A bitesize look at the history of dentures

Dentures begin their history as far back as 700 BC when the ancient Etruscans of Italy created the very first concept of false teeth out of animal, or even human, teeth. These early dentures were not particularly durable, however. They quickly deteriorated but were quite easy to produce and remained the standard until the 1700s. While Etruscan false teeth were made with human or animal teeth, in the 1700s people started using enhanced materials such as ivory from elephants, as well as walrus and hippopotamus ivory.

Image credit

Processes and materials once again evolved in the 1770s. French dentists were not happy with ivory and turned to porcelain. To make them look as real as possible, each individual tooth was hand-painted. Sadly, these dentures were fragile, not aesthetically pleasing, and shrank when they are fired. For help with Dentures Southend on Sea, visit a site like Hockley Dental, suppliers of Dentures Southend on Sea.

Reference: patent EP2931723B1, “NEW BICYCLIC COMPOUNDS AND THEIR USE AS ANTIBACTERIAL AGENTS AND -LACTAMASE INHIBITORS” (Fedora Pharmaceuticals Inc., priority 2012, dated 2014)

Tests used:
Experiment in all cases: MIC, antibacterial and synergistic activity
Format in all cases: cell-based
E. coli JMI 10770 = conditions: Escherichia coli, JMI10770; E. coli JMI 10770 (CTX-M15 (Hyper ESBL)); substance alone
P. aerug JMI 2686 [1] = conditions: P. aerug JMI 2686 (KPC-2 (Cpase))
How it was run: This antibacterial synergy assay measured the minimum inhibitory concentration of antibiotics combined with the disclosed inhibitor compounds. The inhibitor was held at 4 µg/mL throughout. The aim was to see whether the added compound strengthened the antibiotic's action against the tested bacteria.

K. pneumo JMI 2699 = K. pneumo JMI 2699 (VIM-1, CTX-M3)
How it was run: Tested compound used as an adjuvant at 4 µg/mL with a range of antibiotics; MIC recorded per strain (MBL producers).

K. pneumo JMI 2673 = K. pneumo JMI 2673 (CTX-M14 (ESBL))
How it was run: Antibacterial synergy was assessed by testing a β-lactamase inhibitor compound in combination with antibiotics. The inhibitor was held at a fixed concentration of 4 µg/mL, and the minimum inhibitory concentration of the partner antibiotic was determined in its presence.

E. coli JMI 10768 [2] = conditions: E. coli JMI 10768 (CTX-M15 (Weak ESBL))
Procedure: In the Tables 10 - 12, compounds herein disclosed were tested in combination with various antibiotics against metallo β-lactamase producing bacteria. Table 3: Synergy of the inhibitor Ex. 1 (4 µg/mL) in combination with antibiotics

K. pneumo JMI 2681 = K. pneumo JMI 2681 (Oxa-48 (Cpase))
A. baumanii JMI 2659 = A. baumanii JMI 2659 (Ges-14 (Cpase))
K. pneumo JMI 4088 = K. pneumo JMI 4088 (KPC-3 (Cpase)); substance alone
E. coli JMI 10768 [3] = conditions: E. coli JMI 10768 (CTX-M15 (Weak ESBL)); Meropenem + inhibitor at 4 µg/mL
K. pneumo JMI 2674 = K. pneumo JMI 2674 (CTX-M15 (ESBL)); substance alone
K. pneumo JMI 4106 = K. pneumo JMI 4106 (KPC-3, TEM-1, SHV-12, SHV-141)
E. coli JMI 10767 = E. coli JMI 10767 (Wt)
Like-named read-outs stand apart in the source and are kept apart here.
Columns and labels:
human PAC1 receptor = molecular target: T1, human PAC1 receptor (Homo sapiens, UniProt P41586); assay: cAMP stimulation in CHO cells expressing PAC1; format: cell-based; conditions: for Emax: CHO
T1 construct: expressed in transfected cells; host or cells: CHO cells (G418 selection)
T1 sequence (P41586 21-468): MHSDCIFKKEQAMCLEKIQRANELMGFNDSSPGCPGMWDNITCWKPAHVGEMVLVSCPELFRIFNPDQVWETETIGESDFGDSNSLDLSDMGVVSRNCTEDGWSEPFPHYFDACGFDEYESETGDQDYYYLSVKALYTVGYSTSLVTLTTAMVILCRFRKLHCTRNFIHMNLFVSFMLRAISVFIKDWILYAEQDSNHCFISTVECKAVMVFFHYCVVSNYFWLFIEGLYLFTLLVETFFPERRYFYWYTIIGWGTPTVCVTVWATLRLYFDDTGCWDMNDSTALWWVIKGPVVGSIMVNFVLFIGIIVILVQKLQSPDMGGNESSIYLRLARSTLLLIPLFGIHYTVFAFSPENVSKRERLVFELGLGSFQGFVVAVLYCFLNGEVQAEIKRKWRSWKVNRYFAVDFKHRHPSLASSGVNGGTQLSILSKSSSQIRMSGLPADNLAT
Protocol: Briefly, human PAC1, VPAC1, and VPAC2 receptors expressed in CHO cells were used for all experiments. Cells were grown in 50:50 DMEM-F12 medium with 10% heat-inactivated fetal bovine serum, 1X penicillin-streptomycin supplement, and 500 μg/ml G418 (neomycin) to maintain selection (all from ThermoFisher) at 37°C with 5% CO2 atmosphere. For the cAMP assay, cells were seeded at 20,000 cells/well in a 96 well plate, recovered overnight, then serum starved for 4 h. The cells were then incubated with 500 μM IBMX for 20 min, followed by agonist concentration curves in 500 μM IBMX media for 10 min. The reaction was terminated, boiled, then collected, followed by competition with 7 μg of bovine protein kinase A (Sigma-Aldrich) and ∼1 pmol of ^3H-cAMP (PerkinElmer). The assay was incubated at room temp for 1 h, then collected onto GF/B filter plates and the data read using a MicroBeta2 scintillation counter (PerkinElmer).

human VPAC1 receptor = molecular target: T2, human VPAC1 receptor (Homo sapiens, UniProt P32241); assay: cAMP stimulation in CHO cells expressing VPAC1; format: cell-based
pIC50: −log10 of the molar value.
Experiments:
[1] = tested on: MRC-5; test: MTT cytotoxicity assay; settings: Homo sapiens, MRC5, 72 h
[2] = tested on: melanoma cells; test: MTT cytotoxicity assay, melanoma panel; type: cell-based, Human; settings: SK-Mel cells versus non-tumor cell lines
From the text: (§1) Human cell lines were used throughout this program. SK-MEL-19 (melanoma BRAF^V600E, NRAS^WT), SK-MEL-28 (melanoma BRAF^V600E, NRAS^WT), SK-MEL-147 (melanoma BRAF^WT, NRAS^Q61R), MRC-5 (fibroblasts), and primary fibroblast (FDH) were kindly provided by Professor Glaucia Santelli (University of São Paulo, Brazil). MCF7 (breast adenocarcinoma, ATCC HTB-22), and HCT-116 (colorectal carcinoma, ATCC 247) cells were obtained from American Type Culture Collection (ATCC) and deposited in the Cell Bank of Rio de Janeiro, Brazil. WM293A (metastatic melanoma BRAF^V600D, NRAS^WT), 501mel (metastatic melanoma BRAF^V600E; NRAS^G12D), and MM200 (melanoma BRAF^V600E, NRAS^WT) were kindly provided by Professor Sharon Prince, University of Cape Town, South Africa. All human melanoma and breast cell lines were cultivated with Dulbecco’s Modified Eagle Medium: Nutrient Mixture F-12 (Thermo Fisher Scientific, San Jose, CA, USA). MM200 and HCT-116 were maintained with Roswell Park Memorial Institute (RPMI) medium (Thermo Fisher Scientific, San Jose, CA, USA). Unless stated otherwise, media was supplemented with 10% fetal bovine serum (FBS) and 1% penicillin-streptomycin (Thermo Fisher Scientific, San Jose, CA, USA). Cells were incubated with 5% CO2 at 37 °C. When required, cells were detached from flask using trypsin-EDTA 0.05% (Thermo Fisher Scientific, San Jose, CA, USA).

It is a grisly fact that the most durable, aesthetic material remained human teeth and these were still widely used. They were also called “Waterloo teeth”, being given this name due to the harvesting of teeth from the dead soldiers of the 1815 battle of Waterloo – of which there were around 50,000. Waterloo teeth were affixed to a base of ivory. Another grim activity was the practice of teeth being sold by poor people desperate to make money. These teeth would be extracted from executed criminals!

Image credit

Thankfully, the denture base got a quality upgrade in 1850 with the introduction of vulcanite, a hard rubber shape where dental porcelain could be set. Last century, acrylic resin and similar plastics became the materials of choice. The final chapter in the evolution of dentures in written now with the advent of CAD / CAM and 3D printing.